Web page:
Karen Darrin

“Fear is the raw material from which courage is manufactured. Without it, we wouldn’t even know what it means to be brave.”

Finding Your Own North Star by Martha Beck

Dictionary.com defines courage as “the quality of mind or spirit that enables a person to face difficulty, danger, pain, etc., without fear”. Meriam-Webster online dictionary list fearlessness as a synonym of courage. Thus, one common school of thought about courage is that it relates to the absence of fear. I disagree.

My concept of fear is closer to Stanley (Jack) Rachman’s view. In his book Fear and Courage he states:  “courage is the quality of mind or spirit that enables a person to face difficulty, danger, pain, etc. despite anxiety or fear.” Therefore, fear and courage go hand in hand. That sounds like my experience.

My favorite metaphor of courage and fear comes from Elizabeth Gilbert’s book, Big Magic: Creative Living Beyond Fear. She details how every step towards expressing her art has been fraught with terror. Many times her fears kept her small. But through her perseverance, she has realized that courage to express her true self is in concert with her fears. She describes it metaphorically like she is driving a car. Fear is trying to grab the wheel and thwart her efforts to go where she wants. She has learned to never give fear the wheel. In fact, she has learned to put fear in the back seat, buckled in tight. Fear cannot touch the wheel, the radio, the heater… Liz is in control of her own car/life, thank you very much.

‘Courage’ is a primer, a reminder of the — often ridiculous — barriers and expectations we impose on ourselves. How many times have you talked yourself out of pursuing a project because of a belief that it might not lead to anything? How many times have we failed to even begin a pursuit simply because we were afraid of what might happen? Believed that curiosity wasn’t worth exploring simply because we thought we weren’t good at something?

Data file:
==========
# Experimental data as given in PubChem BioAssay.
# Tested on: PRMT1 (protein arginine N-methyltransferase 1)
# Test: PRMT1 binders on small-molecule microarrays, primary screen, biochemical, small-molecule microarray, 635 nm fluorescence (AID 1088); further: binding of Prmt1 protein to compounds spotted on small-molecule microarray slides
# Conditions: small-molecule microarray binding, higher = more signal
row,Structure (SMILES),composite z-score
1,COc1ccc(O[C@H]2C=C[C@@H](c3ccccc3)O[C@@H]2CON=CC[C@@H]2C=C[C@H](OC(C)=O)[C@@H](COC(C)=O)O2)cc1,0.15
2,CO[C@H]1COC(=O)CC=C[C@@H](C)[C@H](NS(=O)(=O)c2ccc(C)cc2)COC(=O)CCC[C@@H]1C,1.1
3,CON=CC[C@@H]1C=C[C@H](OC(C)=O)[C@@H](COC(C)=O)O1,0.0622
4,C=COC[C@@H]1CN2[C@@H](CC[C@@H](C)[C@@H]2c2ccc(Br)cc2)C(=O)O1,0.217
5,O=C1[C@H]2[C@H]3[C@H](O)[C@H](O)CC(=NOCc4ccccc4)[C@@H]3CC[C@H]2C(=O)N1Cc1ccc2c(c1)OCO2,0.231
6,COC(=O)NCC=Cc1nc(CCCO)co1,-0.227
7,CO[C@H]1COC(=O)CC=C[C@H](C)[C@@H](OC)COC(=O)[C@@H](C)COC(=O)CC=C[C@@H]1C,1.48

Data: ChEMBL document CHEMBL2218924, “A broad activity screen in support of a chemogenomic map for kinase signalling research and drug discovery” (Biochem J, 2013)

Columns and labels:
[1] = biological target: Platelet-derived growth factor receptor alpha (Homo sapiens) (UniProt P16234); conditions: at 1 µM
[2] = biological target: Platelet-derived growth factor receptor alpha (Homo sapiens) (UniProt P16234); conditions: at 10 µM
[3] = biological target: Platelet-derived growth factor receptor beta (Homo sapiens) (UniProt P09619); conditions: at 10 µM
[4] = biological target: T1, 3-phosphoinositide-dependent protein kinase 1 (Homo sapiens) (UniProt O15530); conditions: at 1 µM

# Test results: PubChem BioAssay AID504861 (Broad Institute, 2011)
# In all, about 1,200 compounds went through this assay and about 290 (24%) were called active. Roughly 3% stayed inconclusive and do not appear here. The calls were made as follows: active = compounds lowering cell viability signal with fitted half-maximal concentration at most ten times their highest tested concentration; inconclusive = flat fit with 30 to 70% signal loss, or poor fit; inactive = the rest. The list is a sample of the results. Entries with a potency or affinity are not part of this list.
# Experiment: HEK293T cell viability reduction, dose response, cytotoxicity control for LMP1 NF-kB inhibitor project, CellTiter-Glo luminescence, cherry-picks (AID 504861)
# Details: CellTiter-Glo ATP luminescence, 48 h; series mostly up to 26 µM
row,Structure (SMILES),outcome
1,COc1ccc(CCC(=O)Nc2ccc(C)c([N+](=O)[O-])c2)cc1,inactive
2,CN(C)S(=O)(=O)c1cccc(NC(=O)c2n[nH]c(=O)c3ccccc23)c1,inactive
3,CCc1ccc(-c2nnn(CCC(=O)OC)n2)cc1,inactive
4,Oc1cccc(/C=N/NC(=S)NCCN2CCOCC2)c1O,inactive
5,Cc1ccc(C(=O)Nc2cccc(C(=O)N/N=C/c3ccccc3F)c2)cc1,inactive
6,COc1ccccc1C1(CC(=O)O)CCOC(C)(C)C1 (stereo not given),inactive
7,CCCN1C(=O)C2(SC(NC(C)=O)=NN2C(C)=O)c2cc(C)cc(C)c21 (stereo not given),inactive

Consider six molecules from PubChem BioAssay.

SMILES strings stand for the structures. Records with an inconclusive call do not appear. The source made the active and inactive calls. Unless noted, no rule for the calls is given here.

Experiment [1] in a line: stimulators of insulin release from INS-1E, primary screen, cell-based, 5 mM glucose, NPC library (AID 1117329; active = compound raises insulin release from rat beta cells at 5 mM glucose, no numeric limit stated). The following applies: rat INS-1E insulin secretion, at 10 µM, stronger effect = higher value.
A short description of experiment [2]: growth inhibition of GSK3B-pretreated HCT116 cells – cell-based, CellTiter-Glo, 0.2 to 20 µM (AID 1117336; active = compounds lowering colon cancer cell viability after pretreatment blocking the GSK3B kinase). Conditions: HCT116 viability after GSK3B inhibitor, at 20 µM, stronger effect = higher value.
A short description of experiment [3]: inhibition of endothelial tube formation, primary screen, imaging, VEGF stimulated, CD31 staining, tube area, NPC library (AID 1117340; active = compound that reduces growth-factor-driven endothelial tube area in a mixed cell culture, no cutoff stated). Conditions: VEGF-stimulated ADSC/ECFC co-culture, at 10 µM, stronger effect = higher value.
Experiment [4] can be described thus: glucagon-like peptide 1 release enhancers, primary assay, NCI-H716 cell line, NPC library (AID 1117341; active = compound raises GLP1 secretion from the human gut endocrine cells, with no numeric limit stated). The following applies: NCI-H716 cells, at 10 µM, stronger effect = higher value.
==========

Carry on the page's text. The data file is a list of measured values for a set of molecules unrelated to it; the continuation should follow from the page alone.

Consider these questions:

  • How has fear affected your career? your life?
  • When was the last time you overcame a fear? What was the outcome?
  • Is there an interest or passion that you used to love that you’ve since set aside?
  • If you wrote a letter to your fear, what would your letter say?

Spend time pondering who is really “driving your car.” You may end up getting a metaphorical car seat to strap fear in. I did and even when she escapes back into the front seat, it doesn’t take me long to return her to her car seat. I have enough distractions as it is.

“Too many of us are not living our dreams because we are living our fears.” ~ Les Brown

CALL TO ACTION:  Are you facing the unknown about your work? Let’s brainstorm strategies to navigate through the fear. Slot a complimentary 30-min consult here:  Schedule Free Consult.

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